Here’s a guide to help you sort through how to safely follow a GF diet. It’s daunting at first, but can become second nature quite soon.
Where does gluten hide?
Gluten can be sneaky. Food ingredients such as modified food starches, various seasonings and hydrolyzed vegetable proteins (cereals or legumes that are broken down by acids or enzymes and used to enhance flavor) may contain gluten. So label reading is important.
The FDA requires that foods that carry a gluten-free claim contain no more than 20 parts per million of gluten. That’s the lowest level that can be consistently detected in foods using scientific analytical tools, and consistent with the standard of many other countries. The FDA also says that to use a gluten-free claim, ingredients cannot include wheat, rye, barley, or crossbreeds of these grains.
The range of foods to be wary of is vast. They include hot dogs, frozen burgers (meat, chicken and fish), seasoned or dry roasted nuts, cheese spreads, soups, Worcestershire sauce, mustard, pickles, baking powder, canned cake frosting, chocolate bars and regular beer, ale and lager.
And even though a heightened awareness of celiac disease and the growing popularity of GF diets have led some manufacturers to offer more gluten-free products, be sure to check ingredients on labels every time you shop – they can change without warning.
For our list, see Where Gluten Hides
Here is the good news: all fruits and vegetables are gluten-free, period. Eat them with abandon. The range is amazing: think apples, melons, pears, plums, grapes, tomatoes, oranges, berries, Brussels sprouts, broccoli and artichokes, which happen to have lots of fiber.
For gluten-free grains, search out rice (whole-grain, not processed), corn, quinoa, teff, sorghum, millet and amaranth, which was once a staple food of the Aztecs and is high in iron and lysine, an essential amino acid.
Where’s the fiber?
Rice may be nice but many people with celiac disease find their diets do not contain enough fiber. That is why you must favor whole rather than processed grains and eats nuts, seeds and legumes, from peanuts that aren’t dry roasted to lentils, Lima beans and beyond.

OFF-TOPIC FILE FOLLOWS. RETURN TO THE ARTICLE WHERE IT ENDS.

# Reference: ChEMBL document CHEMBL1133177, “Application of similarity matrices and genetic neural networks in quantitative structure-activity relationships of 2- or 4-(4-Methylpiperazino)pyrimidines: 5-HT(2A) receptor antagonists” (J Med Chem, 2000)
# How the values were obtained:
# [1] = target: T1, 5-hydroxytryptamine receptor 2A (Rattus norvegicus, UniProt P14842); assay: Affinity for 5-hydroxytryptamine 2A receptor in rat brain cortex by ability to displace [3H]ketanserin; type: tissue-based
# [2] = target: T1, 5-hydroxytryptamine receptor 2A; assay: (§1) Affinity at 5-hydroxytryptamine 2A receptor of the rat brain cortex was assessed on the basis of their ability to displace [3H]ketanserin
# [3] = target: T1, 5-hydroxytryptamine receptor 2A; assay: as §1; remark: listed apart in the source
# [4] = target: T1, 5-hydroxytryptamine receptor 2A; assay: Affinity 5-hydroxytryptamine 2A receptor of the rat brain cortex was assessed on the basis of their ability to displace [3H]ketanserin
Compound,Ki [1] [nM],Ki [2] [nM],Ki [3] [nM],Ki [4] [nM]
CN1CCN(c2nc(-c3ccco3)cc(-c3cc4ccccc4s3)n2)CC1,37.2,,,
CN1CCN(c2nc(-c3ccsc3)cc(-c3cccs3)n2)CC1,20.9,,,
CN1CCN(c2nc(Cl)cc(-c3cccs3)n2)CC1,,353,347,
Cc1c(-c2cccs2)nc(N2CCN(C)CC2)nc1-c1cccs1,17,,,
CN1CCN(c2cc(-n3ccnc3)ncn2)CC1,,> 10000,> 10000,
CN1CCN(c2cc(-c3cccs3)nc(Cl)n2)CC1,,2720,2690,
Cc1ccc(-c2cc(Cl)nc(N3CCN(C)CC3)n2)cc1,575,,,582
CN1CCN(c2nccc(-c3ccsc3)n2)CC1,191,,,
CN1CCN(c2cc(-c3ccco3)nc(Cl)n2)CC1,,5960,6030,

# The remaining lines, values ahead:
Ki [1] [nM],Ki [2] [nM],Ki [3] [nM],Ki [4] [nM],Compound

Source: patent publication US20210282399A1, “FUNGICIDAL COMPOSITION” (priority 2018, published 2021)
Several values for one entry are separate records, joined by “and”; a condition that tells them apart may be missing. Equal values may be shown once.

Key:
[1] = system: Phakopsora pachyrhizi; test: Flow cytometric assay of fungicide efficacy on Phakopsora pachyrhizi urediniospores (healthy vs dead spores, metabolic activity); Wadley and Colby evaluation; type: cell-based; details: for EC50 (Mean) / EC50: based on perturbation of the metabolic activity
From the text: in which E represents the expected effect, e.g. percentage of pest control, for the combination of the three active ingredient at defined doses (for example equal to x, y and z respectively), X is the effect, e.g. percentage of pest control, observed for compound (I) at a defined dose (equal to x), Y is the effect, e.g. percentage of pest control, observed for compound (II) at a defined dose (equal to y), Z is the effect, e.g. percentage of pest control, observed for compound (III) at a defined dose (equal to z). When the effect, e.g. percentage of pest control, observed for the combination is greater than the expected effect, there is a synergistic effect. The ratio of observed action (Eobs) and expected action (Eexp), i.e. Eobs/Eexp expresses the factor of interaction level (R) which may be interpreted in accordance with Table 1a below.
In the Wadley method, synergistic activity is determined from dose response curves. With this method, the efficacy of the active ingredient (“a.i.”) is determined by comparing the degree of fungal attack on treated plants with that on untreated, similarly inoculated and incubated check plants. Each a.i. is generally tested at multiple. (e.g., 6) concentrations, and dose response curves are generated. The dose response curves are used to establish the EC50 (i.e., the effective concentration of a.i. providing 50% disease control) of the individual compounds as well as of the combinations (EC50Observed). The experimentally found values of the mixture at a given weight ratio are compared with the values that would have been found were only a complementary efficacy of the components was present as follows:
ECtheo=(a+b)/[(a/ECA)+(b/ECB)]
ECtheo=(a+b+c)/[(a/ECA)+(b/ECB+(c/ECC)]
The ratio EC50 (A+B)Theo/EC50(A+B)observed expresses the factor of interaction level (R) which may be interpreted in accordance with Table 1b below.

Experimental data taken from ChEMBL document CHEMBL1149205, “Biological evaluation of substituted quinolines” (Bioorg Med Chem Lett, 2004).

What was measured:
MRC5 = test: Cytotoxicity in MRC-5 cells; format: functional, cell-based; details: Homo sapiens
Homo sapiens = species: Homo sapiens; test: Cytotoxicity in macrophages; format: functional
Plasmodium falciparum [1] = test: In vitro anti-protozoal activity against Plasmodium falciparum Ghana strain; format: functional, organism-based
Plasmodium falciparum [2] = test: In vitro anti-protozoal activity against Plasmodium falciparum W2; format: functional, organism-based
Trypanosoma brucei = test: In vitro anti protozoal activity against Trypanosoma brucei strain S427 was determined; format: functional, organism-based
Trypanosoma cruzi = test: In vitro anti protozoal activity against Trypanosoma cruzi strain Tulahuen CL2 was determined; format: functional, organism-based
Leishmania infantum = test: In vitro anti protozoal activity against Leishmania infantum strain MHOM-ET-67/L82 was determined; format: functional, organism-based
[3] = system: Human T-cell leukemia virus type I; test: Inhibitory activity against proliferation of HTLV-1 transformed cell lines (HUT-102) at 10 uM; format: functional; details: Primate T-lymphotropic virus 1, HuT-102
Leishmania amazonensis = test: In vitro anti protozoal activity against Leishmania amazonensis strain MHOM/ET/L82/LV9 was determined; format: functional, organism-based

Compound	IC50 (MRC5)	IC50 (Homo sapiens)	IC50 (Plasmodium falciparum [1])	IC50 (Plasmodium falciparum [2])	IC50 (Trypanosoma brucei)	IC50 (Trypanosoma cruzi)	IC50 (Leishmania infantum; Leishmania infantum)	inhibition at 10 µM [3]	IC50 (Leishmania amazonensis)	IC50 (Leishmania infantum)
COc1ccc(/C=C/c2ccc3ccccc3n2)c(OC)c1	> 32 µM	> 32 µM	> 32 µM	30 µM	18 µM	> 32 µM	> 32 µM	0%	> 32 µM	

For breakfast, arguably the most important meal of the day, try fruit smoothies with milk or yogurt and a bit of flax, cold cereals such as puffed amaranth, corn or rice or hot cereals made from cornmeal, corn or millet, cream of buckwheat, cream of rice or quinoa. Or buy ready-made gluten-free products like toaster waffles, bagels and granola.
Ironing Out the Kinks
If you have celiac disease, you may also suffer from anemia and bone loss because the intestinal villi have problems absorbing iron and calcium. While a strict gluten-free diet should alleviate the situation, make sure to consume at least four servings of low-fat milk products a day and lots of iron-rich foods, including meat, poultry, fish, seafood and legumes.
Consult with your doctor or dietitian about whether or not to take calcium and vitamin D supplements. Also, when buying manufactured foods, check the ingredient list to see if they have been enriched with added vitamins and minerals.
Mmm, Home Baking
The scent of fresh-baked goods may make your mouth water but no matter how good they smell, it helps if the finished product isn’t dry, crumbly and tasteless. That’s a challenge when it comes to baking with alternatives to wheat flour because they don’t contain gluten, the very ingredient that gives baked goods structure and depth.
Baking sans gluten is at once an art and a science, but experts recommend first combining gluten-free flours and/or starch and then mixing in a binding carbohydrate called xanthan gum, available in health food stores and some supermarkets. The result of fermenting glucose, xanthan gum is best added to dry ingredients. The general rule is to use one teaspoon for every cup of gluten-free flour when making bread and half to three quarters of a teaspoon for other baked goods.
Look for Pure Oats
Once, oats were included on the list of forbidden foods for people with celiac disease because they were thought to trigger the same toxic reaction as wheat, barley and rye. The problem was that the only oats available were grown, processed and transported alongside wheat, barley and rye. Oats were being contaminated with gluten.
No longer. New studies show that pure, uncontaminated oats consumed in moderate quantities are just fine for most adults and children with celiac disease, though not all.
The key words here are “pure,” “uncontaminated” and “moderate” consumption. Buy only “pure” oats from specialty companies that take many precautions to ensure their oats are not cross-contaminated with gluten grains.
The professional advisory board of the Canadian Celiac Association recommends that adults with celiac disease eat no more than 3/4 cup of dry rolled oats a day while children have up to a ¼ cup a day.